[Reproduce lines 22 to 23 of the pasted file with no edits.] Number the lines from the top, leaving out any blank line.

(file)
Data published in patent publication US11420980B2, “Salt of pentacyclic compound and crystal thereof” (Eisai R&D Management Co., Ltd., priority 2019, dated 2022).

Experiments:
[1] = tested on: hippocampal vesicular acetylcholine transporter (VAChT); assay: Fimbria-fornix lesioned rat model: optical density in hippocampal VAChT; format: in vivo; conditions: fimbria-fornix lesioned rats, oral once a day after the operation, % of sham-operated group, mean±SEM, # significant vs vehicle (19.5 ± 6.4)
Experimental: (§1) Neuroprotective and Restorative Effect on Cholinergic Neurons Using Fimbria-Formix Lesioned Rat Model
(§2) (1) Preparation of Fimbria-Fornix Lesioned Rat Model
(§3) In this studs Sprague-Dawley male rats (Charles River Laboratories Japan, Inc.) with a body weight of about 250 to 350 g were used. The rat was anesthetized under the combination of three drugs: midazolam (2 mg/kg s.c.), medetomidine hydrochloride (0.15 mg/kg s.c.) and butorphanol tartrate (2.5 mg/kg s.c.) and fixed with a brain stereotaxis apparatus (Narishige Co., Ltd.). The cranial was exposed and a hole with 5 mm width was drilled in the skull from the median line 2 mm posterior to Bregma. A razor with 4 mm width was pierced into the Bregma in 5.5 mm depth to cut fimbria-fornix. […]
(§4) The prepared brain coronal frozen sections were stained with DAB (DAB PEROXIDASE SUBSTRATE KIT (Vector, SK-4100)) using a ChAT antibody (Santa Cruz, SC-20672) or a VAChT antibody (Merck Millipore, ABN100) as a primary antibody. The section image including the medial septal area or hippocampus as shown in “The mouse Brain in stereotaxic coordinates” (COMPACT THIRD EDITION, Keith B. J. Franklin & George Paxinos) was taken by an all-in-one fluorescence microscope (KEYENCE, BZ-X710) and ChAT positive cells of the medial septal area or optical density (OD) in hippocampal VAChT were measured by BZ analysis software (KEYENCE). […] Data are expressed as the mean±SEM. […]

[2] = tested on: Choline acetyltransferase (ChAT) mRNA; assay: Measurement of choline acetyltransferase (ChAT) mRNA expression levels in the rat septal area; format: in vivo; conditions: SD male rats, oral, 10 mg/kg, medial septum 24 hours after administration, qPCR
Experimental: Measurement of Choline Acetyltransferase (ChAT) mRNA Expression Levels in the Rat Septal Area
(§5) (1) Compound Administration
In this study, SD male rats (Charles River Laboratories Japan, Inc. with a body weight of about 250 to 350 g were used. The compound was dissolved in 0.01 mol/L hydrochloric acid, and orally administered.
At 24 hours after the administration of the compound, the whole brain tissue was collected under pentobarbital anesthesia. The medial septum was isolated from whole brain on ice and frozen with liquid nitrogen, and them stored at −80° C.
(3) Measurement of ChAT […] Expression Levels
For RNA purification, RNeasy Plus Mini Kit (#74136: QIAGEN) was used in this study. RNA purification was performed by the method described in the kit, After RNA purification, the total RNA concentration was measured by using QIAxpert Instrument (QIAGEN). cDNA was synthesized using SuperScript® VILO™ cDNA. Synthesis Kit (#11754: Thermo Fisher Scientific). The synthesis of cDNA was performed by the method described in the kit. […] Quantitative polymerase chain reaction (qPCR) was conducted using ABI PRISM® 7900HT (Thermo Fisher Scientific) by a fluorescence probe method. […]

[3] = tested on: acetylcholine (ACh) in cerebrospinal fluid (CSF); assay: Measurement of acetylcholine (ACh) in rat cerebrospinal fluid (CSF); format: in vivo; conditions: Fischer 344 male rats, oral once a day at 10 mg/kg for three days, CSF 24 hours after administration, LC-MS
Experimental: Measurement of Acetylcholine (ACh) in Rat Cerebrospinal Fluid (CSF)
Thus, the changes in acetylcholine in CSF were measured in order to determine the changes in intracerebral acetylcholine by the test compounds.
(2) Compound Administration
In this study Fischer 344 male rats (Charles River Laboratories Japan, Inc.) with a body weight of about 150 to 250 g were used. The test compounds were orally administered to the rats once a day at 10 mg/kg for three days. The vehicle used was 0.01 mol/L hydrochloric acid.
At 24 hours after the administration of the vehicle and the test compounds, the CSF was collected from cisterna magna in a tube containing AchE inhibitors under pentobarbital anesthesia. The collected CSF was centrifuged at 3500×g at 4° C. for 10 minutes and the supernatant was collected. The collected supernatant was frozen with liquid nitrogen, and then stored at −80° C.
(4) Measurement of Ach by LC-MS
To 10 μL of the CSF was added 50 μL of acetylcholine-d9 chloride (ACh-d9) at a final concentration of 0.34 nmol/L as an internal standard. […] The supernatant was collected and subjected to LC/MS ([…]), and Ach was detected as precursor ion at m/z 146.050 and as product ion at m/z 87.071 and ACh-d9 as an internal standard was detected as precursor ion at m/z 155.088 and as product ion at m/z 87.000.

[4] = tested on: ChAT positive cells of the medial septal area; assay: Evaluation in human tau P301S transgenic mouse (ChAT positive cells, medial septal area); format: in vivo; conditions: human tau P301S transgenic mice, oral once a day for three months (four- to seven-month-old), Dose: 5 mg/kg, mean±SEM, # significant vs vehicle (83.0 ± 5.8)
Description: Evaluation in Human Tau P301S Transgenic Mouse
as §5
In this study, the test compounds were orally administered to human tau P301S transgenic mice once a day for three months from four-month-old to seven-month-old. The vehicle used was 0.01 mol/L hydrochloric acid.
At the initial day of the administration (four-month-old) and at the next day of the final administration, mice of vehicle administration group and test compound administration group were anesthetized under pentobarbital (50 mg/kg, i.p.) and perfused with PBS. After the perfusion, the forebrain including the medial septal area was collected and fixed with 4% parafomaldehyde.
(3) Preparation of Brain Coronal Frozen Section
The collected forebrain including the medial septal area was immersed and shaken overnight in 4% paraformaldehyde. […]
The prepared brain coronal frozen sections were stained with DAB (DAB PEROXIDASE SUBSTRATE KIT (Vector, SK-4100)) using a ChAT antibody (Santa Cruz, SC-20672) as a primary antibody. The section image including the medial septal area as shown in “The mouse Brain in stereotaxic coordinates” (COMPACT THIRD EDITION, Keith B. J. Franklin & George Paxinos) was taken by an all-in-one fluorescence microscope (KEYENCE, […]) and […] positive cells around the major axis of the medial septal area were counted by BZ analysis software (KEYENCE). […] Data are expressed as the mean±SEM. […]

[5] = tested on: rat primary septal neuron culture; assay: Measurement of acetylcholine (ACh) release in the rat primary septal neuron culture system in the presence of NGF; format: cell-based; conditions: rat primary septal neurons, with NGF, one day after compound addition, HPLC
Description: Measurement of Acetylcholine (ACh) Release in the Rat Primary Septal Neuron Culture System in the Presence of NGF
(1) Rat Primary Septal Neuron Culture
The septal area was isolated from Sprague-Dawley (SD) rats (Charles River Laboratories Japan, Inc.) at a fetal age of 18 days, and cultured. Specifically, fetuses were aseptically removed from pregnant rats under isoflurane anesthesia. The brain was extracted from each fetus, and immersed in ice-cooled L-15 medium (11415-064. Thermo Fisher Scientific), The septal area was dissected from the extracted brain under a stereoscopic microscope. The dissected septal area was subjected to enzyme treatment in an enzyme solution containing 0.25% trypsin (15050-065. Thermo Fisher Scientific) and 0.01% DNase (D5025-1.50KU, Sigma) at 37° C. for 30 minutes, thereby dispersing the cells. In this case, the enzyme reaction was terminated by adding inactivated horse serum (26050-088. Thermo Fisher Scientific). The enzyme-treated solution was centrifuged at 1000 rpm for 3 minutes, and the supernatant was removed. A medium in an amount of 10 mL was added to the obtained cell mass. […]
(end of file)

To 10 μL of the CSF was added 50 μL of acetylcholine-d9 chloride (ACh-d9) at a final concentration of 0.34 nmol/L as an internal standard. […] The supernatant was collected and subjected to LC/MS ([…]), and Ach was detected as precursor ion at m/z 146.050 and as product ion at m/z 87.071 and ACh-d9 as an internal standard was detected as precursor ion at m/z 155.088 and as product ion at m/z 87.000.

[4] = tested on: ChAT positive cells of the medial septal area; assay: Evaluation in human tau P301S transgenic mouse (ChAT positive cells, medial septal area); format: in vivo; conditions: human tau P301S transgenic mice, oral once a day for three months (four- to seven-month-old), Dose: 5 mg/kg, mean±SEM, # significant vs vehicle (83.0 ± 5.8)